Fixin’ to get ready…


“Fixin’ to Get Ready” Tomorrow

A previous rector at our parish had a picture of Scarlett O’Hara (Vivien Leigh) of “Gone with the Wind” fame with the caption of the last line in the 1936 Margaret Mitchell novel: After all, tomorrow is another day. He was a procrastinator.
There are lots of quotes about tomorrow – the most famous, I suppose, is Shakespeare’s from MacBeth (spoken by MacBeth):
Tomorrow, and tomorrow, and tomorrow,
Creeps in this petty pace from day to day, 
To the last syllable of recorded time…
And then there’s that wonderful song from the musical, “Annie,” with the refrain: Tomorrow! tomorrow! I love ya, tomorrow! You’re always a day away!
It seems many have come to the obvious conclusion that tomorrow never comes. It may be another day, but it never arrives. Can you imagine saying Hooray, tomorrow is here? Or more like whoops, tomorrow is here? Of course, Notomorrow is always today when it arrives.
Growing up in Tennessee we had an expression that called out the acts of procrastinating, wishful thinking,  suffering from paralysis of analysis. We said that during those times we were fixin to get ready not actually getting things done but thinking about doing so. Making plans is a good thingmaking plans to make plans, maybe notthat’s like fixin’ to get ready tomorrow.
Present-centeredness, living in the moment, the now, being mindful—whatever we call it, doesn’t come easy. Sitting with my retired friends in Florida during lunch, what is often the topic of conversation? Yes, you know, what are we going to have for dinner?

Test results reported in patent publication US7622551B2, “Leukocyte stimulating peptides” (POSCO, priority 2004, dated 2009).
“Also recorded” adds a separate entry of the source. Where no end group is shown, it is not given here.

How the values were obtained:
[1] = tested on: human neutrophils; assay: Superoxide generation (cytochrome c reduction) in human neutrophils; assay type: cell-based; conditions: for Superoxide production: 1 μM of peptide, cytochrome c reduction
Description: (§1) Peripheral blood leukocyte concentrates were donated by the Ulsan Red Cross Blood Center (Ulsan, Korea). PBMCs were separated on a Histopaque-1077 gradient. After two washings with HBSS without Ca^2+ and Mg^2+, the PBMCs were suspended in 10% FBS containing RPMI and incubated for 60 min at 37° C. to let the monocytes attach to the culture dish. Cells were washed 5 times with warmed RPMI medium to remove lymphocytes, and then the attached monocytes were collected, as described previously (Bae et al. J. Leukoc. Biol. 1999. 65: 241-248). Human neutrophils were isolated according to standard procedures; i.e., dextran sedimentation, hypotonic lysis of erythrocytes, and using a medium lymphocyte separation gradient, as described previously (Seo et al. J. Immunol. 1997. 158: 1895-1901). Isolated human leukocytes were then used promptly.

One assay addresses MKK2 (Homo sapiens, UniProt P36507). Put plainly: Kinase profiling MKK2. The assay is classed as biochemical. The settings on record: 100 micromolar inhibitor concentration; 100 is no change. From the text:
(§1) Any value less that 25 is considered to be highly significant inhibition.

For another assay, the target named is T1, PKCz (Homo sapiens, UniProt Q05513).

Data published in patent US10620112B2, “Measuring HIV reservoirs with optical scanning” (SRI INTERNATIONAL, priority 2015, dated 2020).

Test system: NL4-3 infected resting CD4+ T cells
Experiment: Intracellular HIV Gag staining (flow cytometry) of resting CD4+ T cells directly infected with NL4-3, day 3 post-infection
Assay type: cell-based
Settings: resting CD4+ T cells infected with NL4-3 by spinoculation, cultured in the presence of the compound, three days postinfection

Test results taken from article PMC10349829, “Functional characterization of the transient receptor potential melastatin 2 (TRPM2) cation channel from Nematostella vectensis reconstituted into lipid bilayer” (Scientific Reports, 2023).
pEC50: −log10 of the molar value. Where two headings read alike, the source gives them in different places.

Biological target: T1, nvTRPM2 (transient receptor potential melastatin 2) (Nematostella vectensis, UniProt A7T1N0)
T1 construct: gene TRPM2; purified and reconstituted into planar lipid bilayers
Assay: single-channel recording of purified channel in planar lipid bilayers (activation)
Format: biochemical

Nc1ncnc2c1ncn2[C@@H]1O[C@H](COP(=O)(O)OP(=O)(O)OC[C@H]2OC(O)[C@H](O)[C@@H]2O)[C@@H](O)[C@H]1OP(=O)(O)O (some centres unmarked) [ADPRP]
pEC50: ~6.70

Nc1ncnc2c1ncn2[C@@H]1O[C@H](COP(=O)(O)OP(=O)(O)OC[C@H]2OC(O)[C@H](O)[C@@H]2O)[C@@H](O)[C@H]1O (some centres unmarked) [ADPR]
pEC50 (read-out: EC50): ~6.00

There is an old story about the clock who was depressed thinking about all the ticks it would have to tick during its life and the clock psychologist who told it  just tick one tick at a time. 
Most clocks I know dont even tick anymoreall that time spent on something that is no longer even exists. As Mark Twain said: I’m an old man and have known a great many troubles, but most of them never happened.
Sometimes (often), I need to insert another expression into my thinking; carpe diem! Today I posted a quote from a prayer by St. Francis de Sales when I sent out the daily prayer list: Do not fear what may happen tomorrow. The same loving God who cares for you today will care for you tomorrow and every day.
In this new year may we seize the day.
Offered by Bill Albritton, child of God, maker of plans, rarely procrastinates.

Many Happy Returns (of the day)

I ran across this saying for the first time in high school, in a book written by an English author. It’s not something I say out loud very often, but I write it in birthday cards all the time.

Many happy returns – the interest gained by a life well lived. I don’t think it’s meant to be an economic saying (may you earn a lot of interest from your stock portfolio) as much as a hope that you will be aware of the wonderful things your life offers you. May you notice the love of your friends and family; may you appreciate the sight of woodpeckers on the suet feeder and cardinals perched upon snowy  branches. May you take the time to honor what this universe offers you – the deepening of your spirit through the easy and difficult circumstances that greet you each day.

May you know that you are a delight to God – and that the entire universe was changed because you came into being.

Many Happy Returns – for the day of your birth and every other day!

Happy Birthday, Larry Ganem, wherever you are…

Common Expressions…